The number of women incarcerated in prisons and jails is growing dramatically. According to Harrison and Beck (2005), during 2004 alone, the number of women under the jurisdiction of State or Federal prison authorities increased by 4 percent while the number of men rose by only 1.8 percent. By the end of the year, 104,848 women and 1,391,781 men were in prison. Today, Harrison and Beck report, women account for approximately 7 percent of all prisoners. However, it should be noted that while women represent the fastest growing prison population, they are the least violent segment of prison and jail populations with over 85 percent of female offenders being behind bars for nonviolent offenses.
The purpose of this paper is to examine the kinship networks that are formed by female prisoners with other prisoners based not on blood or marital ties but socio-emotional bonds. The paper begins with a brief discussion of the causes of the increase in female incarceration. The paper then presents a discussion of the development and purposes that kinship networks serve in prisons. The final section of the paper presents conclusions about the kinship networks of female prisoners formulated on the basis of the reviewed material.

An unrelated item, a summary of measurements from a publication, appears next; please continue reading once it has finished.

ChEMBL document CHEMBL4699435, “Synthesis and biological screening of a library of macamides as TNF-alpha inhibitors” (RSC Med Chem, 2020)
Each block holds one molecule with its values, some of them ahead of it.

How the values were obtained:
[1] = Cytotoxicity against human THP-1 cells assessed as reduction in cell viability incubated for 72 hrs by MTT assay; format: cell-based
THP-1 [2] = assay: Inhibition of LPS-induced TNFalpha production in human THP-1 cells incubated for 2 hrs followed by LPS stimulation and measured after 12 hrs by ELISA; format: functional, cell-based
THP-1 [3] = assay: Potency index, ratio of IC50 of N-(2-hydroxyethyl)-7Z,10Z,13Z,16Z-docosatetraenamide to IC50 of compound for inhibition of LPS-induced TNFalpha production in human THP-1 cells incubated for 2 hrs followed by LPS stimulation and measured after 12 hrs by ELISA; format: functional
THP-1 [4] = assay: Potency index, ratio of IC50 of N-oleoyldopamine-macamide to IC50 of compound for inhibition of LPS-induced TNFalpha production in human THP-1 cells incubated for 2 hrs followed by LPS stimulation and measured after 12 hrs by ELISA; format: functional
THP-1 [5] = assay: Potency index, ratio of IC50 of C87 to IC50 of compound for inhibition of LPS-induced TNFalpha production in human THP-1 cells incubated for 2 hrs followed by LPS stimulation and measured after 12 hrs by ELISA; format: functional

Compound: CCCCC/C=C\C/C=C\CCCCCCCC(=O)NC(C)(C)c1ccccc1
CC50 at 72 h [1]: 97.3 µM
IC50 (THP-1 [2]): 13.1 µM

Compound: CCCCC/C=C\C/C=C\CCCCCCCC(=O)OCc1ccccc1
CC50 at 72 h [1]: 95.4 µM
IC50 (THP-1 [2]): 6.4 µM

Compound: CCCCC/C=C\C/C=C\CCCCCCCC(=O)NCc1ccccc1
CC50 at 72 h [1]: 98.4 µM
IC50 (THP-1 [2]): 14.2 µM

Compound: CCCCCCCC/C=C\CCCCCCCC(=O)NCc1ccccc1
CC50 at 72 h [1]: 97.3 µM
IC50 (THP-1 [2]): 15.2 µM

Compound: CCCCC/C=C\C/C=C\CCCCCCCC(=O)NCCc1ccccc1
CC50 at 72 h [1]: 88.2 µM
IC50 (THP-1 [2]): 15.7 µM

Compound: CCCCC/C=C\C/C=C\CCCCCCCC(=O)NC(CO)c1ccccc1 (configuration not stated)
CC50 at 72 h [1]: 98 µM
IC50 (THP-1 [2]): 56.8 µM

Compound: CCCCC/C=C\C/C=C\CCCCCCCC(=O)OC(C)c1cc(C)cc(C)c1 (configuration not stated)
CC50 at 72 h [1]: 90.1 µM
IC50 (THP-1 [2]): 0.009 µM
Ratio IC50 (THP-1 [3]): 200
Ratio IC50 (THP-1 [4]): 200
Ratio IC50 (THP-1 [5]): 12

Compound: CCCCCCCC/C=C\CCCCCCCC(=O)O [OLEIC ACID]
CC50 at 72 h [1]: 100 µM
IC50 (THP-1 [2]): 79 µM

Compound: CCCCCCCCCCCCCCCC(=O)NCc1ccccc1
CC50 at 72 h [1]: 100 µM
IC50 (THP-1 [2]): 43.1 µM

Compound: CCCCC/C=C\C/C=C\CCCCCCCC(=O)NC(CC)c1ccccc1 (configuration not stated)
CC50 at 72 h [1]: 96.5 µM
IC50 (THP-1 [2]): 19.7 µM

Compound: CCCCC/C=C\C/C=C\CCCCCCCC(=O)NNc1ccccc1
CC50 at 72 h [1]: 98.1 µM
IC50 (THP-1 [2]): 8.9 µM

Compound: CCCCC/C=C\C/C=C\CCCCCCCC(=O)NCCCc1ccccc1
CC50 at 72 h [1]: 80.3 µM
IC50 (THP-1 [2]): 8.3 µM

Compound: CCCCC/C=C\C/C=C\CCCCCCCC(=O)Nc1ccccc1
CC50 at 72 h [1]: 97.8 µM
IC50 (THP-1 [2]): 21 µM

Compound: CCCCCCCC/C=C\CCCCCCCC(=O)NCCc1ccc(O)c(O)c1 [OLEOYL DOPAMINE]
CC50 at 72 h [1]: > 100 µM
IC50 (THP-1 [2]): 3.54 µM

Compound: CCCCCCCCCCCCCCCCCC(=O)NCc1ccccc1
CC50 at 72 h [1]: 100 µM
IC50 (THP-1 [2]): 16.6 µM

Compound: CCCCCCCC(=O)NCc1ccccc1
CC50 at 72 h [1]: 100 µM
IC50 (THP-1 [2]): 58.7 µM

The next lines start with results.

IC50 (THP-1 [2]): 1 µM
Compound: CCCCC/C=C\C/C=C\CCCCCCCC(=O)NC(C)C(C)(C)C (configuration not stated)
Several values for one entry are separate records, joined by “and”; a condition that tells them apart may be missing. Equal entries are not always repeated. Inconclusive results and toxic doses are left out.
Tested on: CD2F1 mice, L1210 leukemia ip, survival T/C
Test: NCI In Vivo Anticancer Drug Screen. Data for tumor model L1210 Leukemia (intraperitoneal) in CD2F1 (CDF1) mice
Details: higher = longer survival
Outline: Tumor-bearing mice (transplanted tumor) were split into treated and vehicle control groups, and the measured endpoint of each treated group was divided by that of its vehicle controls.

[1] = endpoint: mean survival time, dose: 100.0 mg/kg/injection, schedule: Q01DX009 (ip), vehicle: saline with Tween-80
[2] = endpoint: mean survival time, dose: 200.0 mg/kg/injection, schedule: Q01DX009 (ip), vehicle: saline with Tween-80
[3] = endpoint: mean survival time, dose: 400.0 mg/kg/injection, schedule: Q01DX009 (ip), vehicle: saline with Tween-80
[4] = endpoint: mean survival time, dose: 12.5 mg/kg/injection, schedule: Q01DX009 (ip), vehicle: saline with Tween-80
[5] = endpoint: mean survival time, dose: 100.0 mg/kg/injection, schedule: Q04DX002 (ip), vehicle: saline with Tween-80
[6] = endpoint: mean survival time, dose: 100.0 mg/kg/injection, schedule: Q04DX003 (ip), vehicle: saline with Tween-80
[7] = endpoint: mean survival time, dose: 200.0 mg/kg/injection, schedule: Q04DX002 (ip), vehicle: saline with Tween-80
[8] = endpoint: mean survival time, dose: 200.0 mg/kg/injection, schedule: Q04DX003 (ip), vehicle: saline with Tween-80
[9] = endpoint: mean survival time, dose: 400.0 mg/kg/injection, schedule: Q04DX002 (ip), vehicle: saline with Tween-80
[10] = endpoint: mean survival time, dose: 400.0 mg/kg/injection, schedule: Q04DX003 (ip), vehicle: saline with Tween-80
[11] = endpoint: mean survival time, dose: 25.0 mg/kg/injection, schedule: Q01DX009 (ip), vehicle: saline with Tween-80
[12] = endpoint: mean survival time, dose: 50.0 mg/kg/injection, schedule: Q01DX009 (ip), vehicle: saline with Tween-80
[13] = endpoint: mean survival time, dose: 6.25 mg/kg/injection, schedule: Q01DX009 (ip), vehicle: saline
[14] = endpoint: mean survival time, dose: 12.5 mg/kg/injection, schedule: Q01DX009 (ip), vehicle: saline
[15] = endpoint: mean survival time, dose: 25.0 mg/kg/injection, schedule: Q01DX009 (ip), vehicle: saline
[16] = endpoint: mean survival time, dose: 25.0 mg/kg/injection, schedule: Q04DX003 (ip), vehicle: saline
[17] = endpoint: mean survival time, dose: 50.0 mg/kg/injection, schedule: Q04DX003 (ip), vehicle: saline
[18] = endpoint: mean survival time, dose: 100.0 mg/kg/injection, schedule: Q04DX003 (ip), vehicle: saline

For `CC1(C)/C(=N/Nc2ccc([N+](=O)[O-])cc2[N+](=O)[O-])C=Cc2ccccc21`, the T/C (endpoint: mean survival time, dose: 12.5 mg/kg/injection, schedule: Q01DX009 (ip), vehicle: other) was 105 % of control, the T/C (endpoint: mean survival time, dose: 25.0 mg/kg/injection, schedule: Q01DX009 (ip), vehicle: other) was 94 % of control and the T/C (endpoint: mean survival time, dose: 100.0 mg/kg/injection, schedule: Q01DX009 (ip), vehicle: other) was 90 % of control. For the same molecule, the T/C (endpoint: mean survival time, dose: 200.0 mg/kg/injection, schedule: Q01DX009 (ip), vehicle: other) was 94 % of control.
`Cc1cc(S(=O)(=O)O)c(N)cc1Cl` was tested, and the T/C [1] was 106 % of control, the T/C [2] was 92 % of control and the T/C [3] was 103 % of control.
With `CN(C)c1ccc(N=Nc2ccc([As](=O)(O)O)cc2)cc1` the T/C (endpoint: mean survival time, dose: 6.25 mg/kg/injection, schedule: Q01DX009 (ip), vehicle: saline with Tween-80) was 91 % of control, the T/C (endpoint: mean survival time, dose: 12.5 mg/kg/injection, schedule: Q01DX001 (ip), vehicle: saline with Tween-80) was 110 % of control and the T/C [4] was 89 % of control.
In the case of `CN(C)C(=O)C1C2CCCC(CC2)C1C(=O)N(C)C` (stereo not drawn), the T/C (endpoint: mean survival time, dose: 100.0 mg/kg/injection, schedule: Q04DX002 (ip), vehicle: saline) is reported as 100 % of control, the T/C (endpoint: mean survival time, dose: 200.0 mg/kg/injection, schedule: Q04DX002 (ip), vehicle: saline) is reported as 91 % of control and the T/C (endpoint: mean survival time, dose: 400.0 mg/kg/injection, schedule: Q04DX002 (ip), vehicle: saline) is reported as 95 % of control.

Factors Responsible for Increasing Female Prison Population
In their report on the increase in the female prison population, Harrison and Beck (2004) stated that the single biggest factor responsible for the increase was the tougher sentences now being handed out for violations of the drug laws. However, more arrests are also being made for drugs and this too contributes to the higher number of female inmates (Young & Reviere, 2005).
In a report prepared by the Action Committee for Women in Prison (2005), it is pointed out that women in prison for drugs or drug-related crimes often show the same pattern in terms of the factors contributing to their criminal behavior. This pattern begins with sexual abuse in y...